After public outcry nixed a plan that would have brought four brick-and-mortar cannabis dispensaries to unincorporated West Marin County, the board of supervisors is now pushing out an ordinance that would render the county’s cannabis business a delivery-only affair.
But the revised ordinance is still not good enough, says Amos Klausner, a San Geronimo resident who opposed the dispensaries and now opposes pot delivery, too, which he says would create crime, traffic and other public-safety issues for the unincorporated parts of the county. Among other issues, Klausner is concerned about cannabis warehouses, which he says would be a magnet for crime in a part of the county with scant law enforcement resources.
“We don’t have a police force out here; we have sheriff who rolls by once a day,” says Klausner, a 45-year-old native New Yorker who has lived in Marin County for two decades.
Klausner uses medical cannabis and says that he gets his product mostly from the Harborside dispensary in Oakland. He hopes and expects that the latest ordinance under consideration will have an ample public hearing.
The main issue for him is that the county seems intent on shunting whatever cannabis businesses do develop in the post–Proposition 64 landscape into West Marin. “San Rafael has a robust police force,” he says, “and we have nothing. If everyone’s got it, then I’m OK with it, but you can’t force it upon a small group of people.”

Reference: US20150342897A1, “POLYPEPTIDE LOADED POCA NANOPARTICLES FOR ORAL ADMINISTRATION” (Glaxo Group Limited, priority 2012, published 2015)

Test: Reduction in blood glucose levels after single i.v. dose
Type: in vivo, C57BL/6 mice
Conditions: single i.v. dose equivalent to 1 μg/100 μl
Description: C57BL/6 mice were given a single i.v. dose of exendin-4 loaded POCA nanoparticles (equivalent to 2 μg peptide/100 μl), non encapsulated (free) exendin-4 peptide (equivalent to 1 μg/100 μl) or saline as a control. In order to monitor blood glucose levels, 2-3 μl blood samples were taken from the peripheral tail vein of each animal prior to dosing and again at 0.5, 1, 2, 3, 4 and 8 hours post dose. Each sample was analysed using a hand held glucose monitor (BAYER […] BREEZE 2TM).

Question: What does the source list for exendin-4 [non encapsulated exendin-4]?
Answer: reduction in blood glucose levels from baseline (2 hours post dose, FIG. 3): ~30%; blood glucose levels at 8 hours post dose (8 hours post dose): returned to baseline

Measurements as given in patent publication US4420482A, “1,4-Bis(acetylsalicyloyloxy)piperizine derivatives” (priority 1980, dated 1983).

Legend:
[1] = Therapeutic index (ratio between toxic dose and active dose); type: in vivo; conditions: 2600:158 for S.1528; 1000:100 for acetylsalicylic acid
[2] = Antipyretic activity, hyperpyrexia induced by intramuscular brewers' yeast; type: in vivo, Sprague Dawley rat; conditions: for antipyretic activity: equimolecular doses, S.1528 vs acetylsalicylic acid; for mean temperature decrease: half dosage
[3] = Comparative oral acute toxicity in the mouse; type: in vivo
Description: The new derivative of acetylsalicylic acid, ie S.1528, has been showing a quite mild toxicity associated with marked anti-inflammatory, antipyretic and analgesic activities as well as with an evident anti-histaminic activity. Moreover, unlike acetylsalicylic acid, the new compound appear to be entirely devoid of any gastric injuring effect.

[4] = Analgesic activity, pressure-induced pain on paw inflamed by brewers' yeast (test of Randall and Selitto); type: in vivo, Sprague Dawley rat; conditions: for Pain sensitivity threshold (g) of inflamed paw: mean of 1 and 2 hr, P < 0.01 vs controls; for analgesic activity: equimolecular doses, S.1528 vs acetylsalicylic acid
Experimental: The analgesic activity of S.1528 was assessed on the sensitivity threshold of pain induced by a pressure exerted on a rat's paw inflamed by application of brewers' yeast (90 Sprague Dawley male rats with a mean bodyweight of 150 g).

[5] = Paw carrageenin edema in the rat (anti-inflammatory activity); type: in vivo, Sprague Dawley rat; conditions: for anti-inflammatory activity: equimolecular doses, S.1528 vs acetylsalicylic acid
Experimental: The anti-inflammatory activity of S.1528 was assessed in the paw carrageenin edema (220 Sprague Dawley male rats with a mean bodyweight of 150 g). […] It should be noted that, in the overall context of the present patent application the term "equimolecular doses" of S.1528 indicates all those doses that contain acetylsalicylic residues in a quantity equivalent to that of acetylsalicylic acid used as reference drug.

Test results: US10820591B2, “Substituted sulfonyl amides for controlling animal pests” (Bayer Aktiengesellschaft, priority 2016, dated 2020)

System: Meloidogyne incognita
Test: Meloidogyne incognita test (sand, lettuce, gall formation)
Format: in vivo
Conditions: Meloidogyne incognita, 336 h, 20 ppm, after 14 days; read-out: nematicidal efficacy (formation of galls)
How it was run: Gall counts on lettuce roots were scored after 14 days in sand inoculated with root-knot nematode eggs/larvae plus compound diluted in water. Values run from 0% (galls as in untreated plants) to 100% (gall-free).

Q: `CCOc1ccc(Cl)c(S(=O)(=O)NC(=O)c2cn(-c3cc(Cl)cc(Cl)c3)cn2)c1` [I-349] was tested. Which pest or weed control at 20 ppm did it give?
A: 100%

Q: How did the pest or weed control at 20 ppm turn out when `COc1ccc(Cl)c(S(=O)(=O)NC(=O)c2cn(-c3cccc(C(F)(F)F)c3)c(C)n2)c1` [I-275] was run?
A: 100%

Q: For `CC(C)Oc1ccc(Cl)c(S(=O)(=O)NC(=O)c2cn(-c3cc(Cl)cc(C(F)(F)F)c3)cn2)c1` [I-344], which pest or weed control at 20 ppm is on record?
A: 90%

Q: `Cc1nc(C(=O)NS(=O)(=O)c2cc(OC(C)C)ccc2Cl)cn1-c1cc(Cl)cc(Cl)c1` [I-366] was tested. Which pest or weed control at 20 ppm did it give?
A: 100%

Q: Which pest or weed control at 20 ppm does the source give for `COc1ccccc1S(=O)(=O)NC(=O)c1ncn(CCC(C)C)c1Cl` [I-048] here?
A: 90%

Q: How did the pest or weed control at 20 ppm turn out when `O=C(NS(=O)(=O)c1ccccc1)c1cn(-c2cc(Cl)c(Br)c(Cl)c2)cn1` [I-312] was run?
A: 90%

Many towns in Marin County have passed laws to keep storefront cannabis out of their communities. The notable exception is Fairfax, which again has an operating dispensary, the Marin Alliance for Medical Marijuana, which opened in 1996, was shut down by the feds in 2001 and reopened in June.
The irony of Marin County’s conservatism in the face of the cannabis legalization initiative Proposition 64 is not lost on Klausner. But neither is the associated crime that comes along with big grows, he adds, citing a raft of gruesome and pot-related crimes that have sprung up in Mendocino County in recent years.
Brian Bjork, the founder and owner of Marin Herbals, which delivers medical cannabis throughout the county, counters that “safety is not any more of an issue in delivery than in a storefront.” Bjork would like to have a storefront operation and says the county should allow them.
Bjork, a 35-year-old Marin County native who has been in the medical-cannabis business for a decade, notes the irony of a self-identified “progressive” county that gave rise to the 420 movement and the Grateful Dead, but has emerged as one of the more cannabis-wary counties in the region.